One such study is following veterans and civilians with SCI, and a family member or support person, in the first year after injury. The goal is to gain a better understanding of their experience — how they define recovery and success and the struggles they face. That study is a collaboration between researchers at MetroHealth, CWRU and the Veterans Affairs Northeast Ohio Health System.
Another study is looking into whether electrical stimulation is more effective than physical therapy in helping individuals with SCI gain use of their arms. Dr. Anderson, in collaboration with Dr. James Wilson, is leading the trial at the MetroHealth Rehabilitation Institute (MRI). Other participating centers include Houston, Toronto and Vancouver.
In addition to supporting MetroHealth’s SCI fellowship program for the past several years, the Craig H. Neilsen Foundation has provided financial support to MetroHealth’s driver rehabilitation program. In 2020, during the height of the COVID-19 pandemic, the foundation’s Emergency Relief Fund also helped MetroHealth address the needs of more than 200 people living with spinal cord injury at high risk for contracting COVID-19.
The MetroHealth System is redefining health care by going beyond medical treatment to improve the foundations of community health and well-being: affordable housing, a cleaner environment, economic opportunity and access to fresh food, convenient transportation, legal help and other services. The system strives to become as good at preventing disease as it is at treating it.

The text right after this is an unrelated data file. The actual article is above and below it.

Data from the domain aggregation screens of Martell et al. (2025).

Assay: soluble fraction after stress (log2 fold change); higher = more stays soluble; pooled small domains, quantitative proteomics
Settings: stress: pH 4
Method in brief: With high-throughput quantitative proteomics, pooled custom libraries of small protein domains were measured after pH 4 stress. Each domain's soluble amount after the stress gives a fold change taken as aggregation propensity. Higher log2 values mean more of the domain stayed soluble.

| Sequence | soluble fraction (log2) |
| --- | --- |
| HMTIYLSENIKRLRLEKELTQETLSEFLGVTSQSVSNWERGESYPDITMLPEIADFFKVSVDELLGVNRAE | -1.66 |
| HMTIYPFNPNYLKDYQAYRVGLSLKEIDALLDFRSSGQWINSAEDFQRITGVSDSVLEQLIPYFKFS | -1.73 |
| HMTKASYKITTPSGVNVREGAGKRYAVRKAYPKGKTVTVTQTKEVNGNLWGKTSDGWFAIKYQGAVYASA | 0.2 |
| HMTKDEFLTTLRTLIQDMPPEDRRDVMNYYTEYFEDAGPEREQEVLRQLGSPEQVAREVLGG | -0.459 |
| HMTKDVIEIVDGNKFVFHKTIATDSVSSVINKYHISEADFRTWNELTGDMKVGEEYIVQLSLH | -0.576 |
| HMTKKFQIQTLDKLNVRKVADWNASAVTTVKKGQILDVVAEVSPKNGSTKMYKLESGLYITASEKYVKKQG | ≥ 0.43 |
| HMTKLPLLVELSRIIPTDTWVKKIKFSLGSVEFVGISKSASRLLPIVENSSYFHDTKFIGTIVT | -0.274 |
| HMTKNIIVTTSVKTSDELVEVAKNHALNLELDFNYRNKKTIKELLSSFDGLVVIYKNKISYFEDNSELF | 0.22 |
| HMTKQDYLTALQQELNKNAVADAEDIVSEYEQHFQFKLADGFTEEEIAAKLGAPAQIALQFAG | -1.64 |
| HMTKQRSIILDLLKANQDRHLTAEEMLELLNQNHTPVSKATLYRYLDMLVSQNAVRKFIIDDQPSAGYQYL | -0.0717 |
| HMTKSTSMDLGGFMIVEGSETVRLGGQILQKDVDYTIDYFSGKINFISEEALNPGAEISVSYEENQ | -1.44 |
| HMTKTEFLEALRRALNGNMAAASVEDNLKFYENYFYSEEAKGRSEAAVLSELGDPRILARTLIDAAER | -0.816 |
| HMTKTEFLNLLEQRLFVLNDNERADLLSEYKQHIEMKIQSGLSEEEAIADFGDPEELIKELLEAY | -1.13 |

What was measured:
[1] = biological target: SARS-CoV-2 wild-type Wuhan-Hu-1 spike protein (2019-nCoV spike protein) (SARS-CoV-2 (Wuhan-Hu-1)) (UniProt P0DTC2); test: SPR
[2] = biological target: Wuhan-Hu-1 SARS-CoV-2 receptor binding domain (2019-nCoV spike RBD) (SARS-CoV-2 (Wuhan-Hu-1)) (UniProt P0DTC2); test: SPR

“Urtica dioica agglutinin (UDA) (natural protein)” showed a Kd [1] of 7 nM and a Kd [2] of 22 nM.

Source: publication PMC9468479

The system’s more than 600 doctors, 1,700 nurses and 7,800 employees go to work each day with a mission of service, to their patients and to the community. As Cuyahoga County’s safety-net health system, MetroHealth plays an essential role in the region, caring for anyone and everyone, regardless of an ability to pay.
Founded in 1837, MetroHealth operates four hospitals, four emergency departments and more than 20 health centers and 40 additional sites throughout Cuyahoga County. The system serves more than 300,000 patients, two-thirds of whom are uninsured or covered by Medicare or Medicaid.
MetroHealth is home to Cuyahoga County’s most experienced Level I Adult Trauma Center, verified since 1992, and Ohio’s only adult and pediatric trauma and burn center.
As an academic medical center, MetroHealth is committed to research and to teaching and training tomorrow’s caregivers. Each active staff physician holds a faculty appointment at Case Western Reserve University School of Medicine. Its main campus hospital houses the Cleveland Metropolitan School District’s Lincoln-West School of Science & Health, the only high school in America located inside a hospital.
Knowing that good health is about much more than good medical care, MetroHealth has launched the Institute for H.O.P.E.™ (Health, Opportunity, Partnership, Empowerment), which uses a coordinated, collaborative and strategic approach to help patients with non-medical needs such as healthy food, stable housing and job training.
The MetroHealth Glick Center, a new 11-floor hospital, is under construction on the system’s main campus in Cleveland and is scheduled to welcome its first patients in October 2022. The billion-dollar project is the cornerstone of a wider neighborhood revitalization effort led by the system and its partners in the community.
For more information, visit metrohealth.org.